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      Ascorbic Acid Mitigates D-galactose-Induced Brain Aging by Increasing Hippocampal Neurogenesis and Improving Memory Function

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          Abstract

          Ascorbic acid is essential for normal brain development and homeostasis. However, the effect of ascorbic acid on adult brain aging has not been determined. Long-term treatment with high levels of D-galactose (D-gal) induces brain aging by accumulated oxidative stress. In the present study, mice were subcutaneously administered with D-gal (150 mg/kg/day) for 10 weeks; from the seventh week, ascorbic acid (150 mg/kg/day) was orally co-administered for four weeks. Although D-gal administration alone reduced hippocampal neurogenesis and cognitive functions, co-treatment of ascorbic acid with D-gal effectively prevented D-gal-induced reduced hippocampal neurogenesis through improved cellular proliferation, neuronal differentiation, and neuronal maturation. Long-term D-gal treatment also reduced expression levels of synaptic plasticity-related markers, i.e., synaptophysin and phosphorylated Ca 2+/calmodulin-dependent protein kinase II, while ascorbic acid prevented the reduction in the hippocampus. Furthermore, ascorbic acid ameliorated D-gal-induced downregulation of superoxide dismutase 1 and 2, sirtuin1, caveolin-1, and brain-derived neurotrophic factor and upregulation of interleukin 1 beta and tumor necrosis factor alpha in the hippocampus. Ascorbic acid-mediated hippocampal restoration from D-gal-induced impairment was associated with an enhanced hippocampus-dependent memory function. Therefore, ascorbic acid ameliorates D-gal-induced impairments through anti-oxidative and anti-inflammatory effects, and it could be an effective dietary supplement against adult brain aging.

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          Most cited references 45

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          Evidence that brain-derived neurotrophic factor is required for basal neurogenesis and mediates, in part, the enhancement of neurogenesis by dietary restriction in the hippocampus of adult mice.

          To determine the role of brain-derived neurotrophic factor (BDNF) in the enhancement of hippocampal neurogenesis resulting from dietary restriction (DR), heterozygous BDNF knockout (BDNF +/-) mice and wild-type mice were maintained for 3 months on DR or ad libitum (AL) diets. Mice were then injected with bromodeoxyuridine (BrdU) and killed either 1 day or 4 weeks later. Levels of BDNF protein in neurons throughout the hippocampus were decreased in BDNF +/- mice, but were increased by DR in wild-type mice and to a lesser amount in BDNF +/- mice. One day after BrdU injection the number of BrdU-labeled cells in the dentate gyrus of the hippocampus was significantly decreased in BDNF +/- mice maintained on the AL diet, suggesting that BDNF signaling is important for proliferation of neural stem cells. DR had no effect on the proliferation of neural stem cells in wild-type or BDNF +/- mice. Four weeks after BrdU injection, numbers of surviving labeled cells were decreased in BDNF +/- mice maintained on either AL or DR diets. DR significantly improved survival of newly generated cells in wild-type mice, and also improved their survival in BDNF +/- mice, albeit to a lesser extent. The majority of BrdU-labeled cells in the dentate gyrus exhibited a neuronal phenotype at the 4-week time point. The reduced neurogenesis in BDNF +/- mice was associated with a significant reduction in the volume of the dentate gyrus. These findings suggest that BDNF plays an important role in the regulation of the basal level of neurogenesis in dentate gyrus of adult mice, and that by promoting the survival of newly generated neurons BDNF contributes to the enhancement of neurogenesis induced by DR.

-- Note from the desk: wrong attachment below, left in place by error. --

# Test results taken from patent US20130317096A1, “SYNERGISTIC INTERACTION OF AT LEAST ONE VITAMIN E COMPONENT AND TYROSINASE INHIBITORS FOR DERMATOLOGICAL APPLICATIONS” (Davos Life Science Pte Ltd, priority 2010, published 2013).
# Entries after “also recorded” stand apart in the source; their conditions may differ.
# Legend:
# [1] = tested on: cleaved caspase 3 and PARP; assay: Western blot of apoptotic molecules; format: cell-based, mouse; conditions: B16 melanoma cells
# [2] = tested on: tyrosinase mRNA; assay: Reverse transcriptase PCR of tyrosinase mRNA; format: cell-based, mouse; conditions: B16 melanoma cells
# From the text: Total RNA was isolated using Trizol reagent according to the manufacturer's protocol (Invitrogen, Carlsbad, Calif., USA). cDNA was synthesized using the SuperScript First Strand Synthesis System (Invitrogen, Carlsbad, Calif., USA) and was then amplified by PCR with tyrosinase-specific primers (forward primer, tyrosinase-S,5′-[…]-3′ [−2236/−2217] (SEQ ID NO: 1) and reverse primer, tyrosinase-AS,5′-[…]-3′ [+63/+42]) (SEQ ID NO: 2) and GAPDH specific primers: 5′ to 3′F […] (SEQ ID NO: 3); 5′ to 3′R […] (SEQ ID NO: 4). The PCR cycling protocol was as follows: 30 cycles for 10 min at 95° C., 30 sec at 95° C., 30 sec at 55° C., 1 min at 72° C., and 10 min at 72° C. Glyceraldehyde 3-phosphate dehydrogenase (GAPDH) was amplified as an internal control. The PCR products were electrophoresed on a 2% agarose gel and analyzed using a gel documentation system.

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            Melatonin attenuates D-galactose-induced memory impairment, neuroinflammation and neurodegeneration via RAGE/NF-K B/JNK signaling pathway in aging mouse model.

            Melatonin acts as a pleiotropic agent in various age-related neurodegenerative diseases. In this study, we examined the underlying neuroprotective mechanism of melatonin against D-galactose-induced memory and synaptic dysfunction, elevated reactive oxygen species (ROS), neuroinflammation and neurodegeneration. D-galactose was administered (100 mg/kg intraperitoneally (i.p.)) for 60 days. After 30 days of D-galactose administration, vehicle (same volume) or melatonin (10 mg/kg, i.p.) was administered for 30 days. Our behavioral (Morris water maze and Y-maze test) results revealed that chronic melatonin treatment alleviated D-galactose-induced memory impairment. Additionally, melatonin treatment reversed D-galactose-induced synaptic disorder via increasing the level of memory-related pre-and postsynaptic protein markers. We also determined that melatonin enhances memory function in the D-galactose-treated mice possibly via reduction of elevated ROS and receptor for advanced glycation end products (RAGE). Furthermore, Western blot and morphological results showed that melatonin treatment significantly reduced D-galactose-induced neuroinflammation through inhibition of microgliosis (Iba-1) and astrocytosis (GFAP), and downregulating other inflammatory mediators such as p-IKKβ, p-NF-K B65, COX2, NOS2, IL-1β, and TNFα. Moreover, melatonin lowered the oxidative stress kinase p-JNK which suppressed various apoptotic markers, that is, cytochrome C, caspase-9, caspase-3 and PARP-1, and prevent neurodegeneration. Hence, melatonin attenuated the D-galactose-induced memory impairment, neuroinflammation and neurodegeneration possibly through RAGE/NF-K B/JNK pathway. Taken together, our data suggest that melatonin could be a promising, safe and endogenous compatible antioxidant candidate for age-related neurodegenerative diseases such as Alzheimer's disease (AD).